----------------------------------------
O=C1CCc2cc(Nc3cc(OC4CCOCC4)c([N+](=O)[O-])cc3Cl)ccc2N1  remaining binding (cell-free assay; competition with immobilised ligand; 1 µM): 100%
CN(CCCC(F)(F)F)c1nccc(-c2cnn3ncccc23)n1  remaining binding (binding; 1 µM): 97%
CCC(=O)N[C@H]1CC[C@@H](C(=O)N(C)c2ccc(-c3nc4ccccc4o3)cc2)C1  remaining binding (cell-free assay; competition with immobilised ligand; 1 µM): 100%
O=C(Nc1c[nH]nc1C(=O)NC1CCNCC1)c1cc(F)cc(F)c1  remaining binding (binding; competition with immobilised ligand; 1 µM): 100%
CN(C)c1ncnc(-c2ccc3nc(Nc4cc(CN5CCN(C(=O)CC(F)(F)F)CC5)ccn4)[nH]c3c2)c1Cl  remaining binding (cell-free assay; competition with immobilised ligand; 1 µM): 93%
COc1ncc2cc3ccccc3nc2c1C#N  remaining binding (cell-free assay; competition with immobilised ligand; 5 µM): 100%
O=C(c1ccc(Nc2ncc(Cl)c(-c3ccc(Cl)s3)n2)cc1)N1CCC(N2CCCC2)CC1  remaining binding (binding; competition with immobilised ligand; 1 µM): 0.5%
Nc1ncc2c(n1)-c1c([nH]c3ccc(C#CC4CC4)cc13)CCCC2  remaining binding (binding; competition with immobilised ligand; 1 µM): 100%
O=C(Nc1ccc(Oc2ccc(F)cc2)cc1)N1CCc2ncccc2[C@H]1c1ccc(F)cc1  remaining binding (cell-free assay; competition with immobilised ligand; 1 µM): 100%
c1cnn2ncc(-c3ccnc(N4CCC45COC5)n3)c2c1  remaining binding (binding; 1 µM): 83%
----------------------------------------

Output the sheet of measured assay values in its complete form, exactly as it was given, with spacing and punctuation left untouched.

O=C1CCc2cc(Nc3cc(OC4CCOCC4)c([N+](=O)[O-])cc3Cl)ccc2N1  remaining binding (cell-free assay; competition with immobilised ligand; 1 µM): 100%
CN(CCCC(F)(F)F)c1nccc(-c2cnn3ncccc23)n1  remaining binding (binding; 1 µM): 97%
CCC(=O)N[C@H]1CC[C@@H](C(=O)N(C)c2ccc(-c3nc4ccccc4o3)cc2)C1  remaining binding (cell-free assay; competition with immobilised ligand; 1 µM): 100%
O=C(Nc1c[nH]nc1C(=O)NC1CCNCC1)c1cc(F)cc(F)c1  remaining binding (binding; competition with immobilised ligand; 1 µM): 100%
CN(C)c1ncnc(-c2ccc3nc(Nc4cc(CN5CCN(C(=O)CC(F)(F)F)CC5)ccn4)[nH]c3c2)c1Cl  remaining binding (cell-free assay; competition with immobilised ligand; 1 µM): 93%
COc1ncc2cc3ccccc3nc2c1C#N  remaining binding (cell-free assay; competition with immobilised ligand; 5 µM): 100%
O=C(c1ccc(Nc2ncc(Cl)c(-c3ccc(Cl)s3)n2)cc1)N1CCC(N2CCCC2)CC1  remaining binding (binding; competition with immobilised ligand; 1 µM): 0.5%
Nc1ncc2c(n1)-c1c([nH]c3ccc(C#CC4CC4)cc13)CCCC2  remaining binding (binding; competition with immobilised ligand; 1 µM): 100%
O=C(Nc1ccc(Oc2ccc(F)cc2)cc1)N1CCc2ncccc2[C@H]1c1ccc(F)cc1  remaining binding (cell-free assay; competition with immobilised ligand; 1 µM): 100%
c1cnn2ncc(-c3ccnc(N4CCC45COC5)n3)c2c1  remaining binding (binding; 1 µM): 83%